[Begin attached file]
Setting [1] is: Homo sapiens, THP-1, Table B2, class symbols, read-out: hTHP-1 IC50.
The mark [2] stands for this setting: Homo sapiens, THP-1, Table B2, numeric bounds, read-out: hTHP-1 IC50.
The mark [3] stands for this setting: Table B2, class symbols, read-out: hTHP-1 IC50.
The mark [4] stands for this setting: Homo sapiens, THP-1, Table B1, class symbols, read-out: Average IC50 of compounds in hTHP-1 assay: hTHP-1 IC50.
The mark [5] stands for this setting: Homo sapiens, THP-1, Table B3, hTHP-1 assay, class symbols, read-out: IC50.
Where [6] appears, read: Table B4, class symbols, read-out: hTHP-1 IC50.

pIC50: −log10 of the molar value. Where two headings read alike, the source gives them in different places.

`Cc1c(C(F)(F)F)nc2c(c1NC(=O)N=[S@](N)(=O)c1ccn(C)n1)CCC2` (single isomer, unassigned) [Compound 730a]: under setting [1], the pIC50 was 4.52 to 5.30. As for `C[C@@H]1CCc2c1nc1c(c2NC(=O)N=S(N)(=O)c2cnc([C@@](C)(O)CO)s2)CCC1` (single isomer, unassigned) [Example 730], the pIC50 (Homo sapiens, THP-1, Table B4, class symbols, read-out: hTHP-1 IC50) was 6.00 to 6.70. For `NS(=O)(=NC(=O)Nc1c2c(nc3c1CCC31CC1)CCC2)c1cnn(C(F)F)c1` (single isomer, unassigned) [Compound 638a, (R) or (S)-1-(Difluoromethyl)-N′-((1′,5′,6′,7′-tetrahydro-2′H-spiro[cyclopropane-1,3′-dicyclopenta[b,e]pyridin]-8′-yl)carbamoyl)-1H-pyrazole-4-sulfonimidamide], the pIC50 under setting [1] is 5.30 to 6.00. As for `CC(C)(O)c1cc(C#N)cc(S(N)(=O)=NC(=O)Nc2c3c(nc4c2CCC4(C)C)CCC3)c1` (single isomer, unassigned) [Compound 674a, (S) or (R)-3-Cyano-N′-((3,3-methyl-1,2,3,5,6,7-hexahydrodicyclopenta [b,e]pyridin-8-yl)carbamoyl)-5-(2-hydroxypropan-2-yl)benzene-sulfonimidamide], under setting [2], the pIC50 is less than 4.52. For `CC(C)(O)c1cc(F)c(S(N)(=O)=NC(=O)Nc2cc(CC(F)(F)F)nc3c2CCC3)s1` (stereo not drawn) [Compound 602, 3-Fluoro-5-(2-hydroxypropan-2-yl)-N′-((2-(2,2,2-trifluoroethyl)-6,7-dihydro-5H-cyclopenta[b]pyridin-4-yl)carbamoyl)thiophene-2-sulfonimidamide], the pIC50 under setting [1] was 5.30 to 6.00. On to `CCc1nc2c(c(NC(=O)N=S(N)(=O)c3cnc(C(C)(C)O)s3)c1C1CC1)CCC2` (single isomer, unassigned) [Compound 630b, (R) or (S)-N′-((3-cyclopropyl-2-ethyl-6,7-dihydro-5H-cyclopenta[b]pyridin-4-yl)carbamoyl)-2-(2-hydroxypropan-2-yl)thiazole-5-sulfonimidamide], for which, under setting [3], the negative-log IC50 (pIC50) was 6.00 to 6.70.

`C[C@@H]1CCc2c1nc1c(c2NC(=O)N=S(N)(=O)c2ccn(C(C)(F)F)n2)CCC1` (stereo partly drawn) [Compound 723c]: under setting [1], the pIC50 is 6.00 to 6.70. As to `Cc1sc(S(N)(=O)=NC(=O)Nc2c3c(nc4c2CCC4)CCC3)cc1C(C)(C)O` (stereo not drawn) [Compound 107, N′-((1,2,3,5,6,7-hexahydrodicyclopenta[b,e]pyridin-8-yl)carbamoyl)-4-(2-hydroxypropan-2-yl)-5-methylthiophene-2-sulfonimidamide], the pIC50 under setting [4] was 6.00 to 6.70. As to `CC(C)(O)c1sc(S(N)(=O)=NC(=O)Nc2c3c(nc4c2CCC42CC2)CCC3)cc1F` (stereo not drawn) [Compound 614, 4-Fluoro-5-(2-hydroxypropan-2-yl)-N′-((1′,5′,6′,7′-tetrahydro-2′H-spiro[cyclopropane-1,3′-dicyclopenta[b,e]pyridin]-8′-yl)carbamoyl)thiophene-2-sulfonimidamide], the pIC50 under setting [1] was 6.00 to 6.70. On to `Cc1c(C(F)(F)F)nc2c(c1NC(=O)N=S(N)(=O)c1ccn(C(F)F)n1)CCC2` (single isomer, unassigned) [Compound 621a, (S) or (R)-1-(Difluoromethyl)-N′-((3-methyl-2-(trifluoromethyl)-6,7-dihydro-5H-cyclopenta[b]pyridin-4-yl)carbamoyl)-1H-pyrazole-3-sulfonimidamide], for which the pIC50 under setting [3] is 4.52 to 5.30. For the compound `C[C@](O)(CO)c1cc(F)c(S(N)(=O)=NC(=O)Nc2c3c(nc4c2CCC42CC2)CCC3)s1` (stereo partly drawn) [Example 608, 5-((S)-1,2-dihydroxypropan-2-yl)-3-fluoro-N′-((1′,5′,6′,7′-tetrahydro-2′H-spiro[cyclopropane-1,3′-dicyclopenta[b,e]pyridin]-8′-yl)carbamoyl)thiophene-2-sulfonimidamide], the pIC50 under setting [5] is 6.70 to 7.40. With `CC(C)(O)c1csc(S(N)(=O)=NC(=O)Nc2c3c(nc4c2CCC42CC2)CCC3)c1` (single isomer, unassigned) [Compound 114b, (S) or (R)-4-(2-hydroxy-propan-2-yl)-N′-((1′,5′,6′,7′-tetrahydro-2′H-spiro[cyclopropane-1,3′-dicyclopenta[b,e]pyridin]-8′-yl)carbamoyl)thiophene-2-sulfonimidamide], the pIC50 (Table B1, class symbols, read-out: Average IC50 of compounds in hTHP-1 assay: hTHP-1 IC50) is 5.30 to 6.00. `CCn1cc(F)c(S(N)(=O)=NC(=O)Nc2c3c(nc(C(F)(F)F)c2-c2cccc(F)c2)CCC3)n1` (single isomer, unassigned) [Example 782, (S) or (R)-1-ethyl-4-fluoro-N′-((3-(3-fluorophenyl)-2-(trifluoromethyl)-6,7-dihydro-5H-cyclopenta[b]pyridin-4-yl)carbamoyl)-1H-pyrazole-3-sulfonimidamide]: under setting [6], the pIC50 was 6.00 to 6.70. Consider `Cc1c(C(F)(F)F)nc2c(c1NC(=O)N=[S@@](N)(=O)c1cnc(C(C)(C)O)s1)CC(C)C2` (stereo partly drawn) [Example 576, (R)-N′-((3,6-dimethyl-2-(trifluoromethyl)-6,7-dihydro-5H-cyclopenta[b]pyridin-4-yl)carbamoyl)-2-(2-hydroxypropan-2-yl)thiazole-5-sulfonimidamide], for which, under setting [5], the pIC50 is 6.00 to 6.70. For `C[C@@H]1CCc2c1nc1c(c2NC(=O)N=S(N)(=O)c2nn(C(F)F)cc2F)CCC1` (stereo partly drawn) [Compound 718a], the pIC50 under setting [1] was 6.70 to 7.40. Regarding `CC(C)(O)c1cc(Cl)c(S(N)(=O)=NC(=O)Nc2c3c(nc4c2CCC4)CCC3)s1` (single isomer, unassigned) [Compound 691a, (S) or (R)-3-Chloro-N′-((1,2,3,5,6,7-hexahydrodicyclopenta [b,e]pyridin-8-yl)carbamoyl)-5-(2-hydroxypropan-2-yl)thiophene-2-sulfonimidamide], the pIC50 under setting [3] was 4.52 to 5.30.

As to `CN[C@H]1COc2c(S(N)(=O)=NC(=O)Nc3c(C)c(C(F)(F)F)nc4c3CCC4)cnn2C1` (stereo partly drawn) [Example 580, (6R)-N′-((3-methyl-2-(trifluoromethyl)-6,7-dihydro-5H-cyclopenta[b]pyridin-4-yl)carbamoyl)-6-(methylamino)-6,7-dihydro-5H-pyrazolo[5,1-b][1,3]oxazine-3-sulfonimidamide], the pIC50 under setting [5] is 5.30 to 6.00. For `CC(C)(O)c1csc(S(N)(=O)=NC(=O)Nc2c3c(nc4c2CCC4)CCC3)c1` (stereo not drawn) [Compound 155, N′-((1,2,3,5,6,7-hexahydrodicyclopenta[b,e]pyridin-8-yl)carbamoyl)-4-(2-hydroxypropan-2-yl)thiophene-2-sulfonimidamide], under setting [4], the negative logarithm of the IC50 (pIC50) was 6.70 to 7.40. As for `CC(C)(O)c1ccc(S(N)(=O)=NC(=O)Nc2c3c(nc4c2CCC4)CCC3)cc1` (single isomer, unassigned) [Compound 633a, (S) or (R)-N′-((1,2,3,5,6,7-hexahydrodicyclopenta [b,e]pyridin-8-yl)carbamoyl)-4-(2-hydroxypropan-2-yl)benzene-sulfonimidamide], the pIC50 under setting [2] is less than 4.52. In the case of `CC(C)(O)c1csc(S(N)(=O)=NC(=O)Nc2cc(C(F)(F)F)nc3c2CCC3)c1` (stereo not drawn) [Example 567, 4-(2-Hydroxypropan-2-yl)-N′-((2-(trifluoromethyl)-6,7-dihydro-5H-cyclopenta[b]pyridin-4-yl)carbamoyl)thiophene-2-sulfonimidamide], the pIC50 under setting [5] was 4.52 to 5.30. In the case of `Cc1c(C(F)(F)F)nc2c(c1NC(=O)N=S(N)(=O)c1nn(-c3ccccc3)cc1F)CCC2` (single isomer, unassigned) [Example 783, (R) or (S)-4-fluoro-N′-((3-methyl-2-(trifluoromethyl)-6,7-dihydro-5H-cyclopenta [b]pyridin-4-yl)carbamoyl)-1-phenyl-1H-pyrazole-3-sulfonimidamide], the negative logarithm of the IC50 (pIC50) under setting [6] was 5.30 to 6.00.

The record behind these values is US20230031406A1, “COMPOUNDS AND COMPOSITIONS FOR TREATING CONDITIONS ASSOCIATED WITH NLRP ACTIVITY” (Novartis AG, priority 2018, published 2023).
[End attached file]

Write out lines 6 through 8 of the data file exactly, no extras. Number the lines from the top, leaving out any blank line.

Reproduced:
Where [6] appears, read: Table B4, class symbols, read-out: hTHP-1 IC50.

pIC50: −log10 of the molar value. Where two headings read alike, the source gives them in different places.

`Cc1c(C(F)(F)F)nc2c(c1NC(=O)N=[S@](N)(=O)c1ccn(C)n1)CCC2` (single isomer, unassigned) [Compound 730a]: under setting [1], the pIC50 was 4.52 to 5.30. As for `C[C@@H]1CCc2c1nc1c(c2NC(=O)N=S(N)(=O)c2cnc([C@@](C)(O)CO)s2)CCC1` (single isomer, unassigned) [Example 730], the pIC50 (Homo sapiens, THP-1, Table B4, class symbols, read-out: hTHP-1 IC50) was 6.00 to 6.70. For `NS(=O)(=NC(=O)Nc1c2c(nc3c1CCC31CC1)CCC2)c1cnn(C(F)F)c1` (single isomer, unassigned) [Compound 638a, (R) or (S)-1-(Difluoromethyl)-N′-((1′,5′,6′,7′-tetrahydro-2′H-spiro[cyclopropane-1,3′-dicyclopenta[b,e]pyridin]-8′-yl)carbamoyl)-1H-pyrazole-4-sulfonimidamide], the pIC50 under setting [1] is 5.30 to 6.00. As for `CC(C)(O)c1cc(C#N)cc(S(N)(=O)=NC(=O)Nc2c3c(nc4c2CCC4(C)C)CCC3)c1` (single isomer, unassigned) [Compound 674a, (S) or (R)-3-Cyano-N′-((3,3-methyl-1,2,3,5,6,7-hexahydrodicyclopenta [b,e]pyridin-8-yl)carbamoyl)-5-(2-hydroxypropan-2-yl)benzene-sulfonimidamide], under setting [2], the pIC50 is less than 4.52. For `CC(C)(O)c1cc(F)c(S(N)(=O)=NC(=O)Nc2cc(CC(F)(F)F)nc3c2CCC3)s1` (stereo not drawn) [Compound 602, 3-Fluoro-5-(2-hydroxypropan-2-yl)-N′-((2-(2,2,2-trifluoroethyl)-6,7-dihydro-5H-cyclopenta[b]pyridin-4-yl)carbamoyl)thiophene-2-sulfonimidamide], the pIC50 under setting [1] was 5.30 to 6.00. On to `CCc1nc2c(c(NC(=O)N=S(N)(=O)c3cnc(C(C)(C)O)s3)c1C1CC1)CCC2` (single isomer, unassigned) [Compound 630b, (R) or (S)-N′-((3-cyclopropyl-2-ethyl-6,7-dihydro-5H-cyclopenta[b]pyridin-4-yl)carbamoyl)-2-(2-hydroxypropan-2-yl)thiazole-5-sulfonimidamide], for which, under setting [3], the negative-log IC50 (pIC50) was 6.00 to 6.70.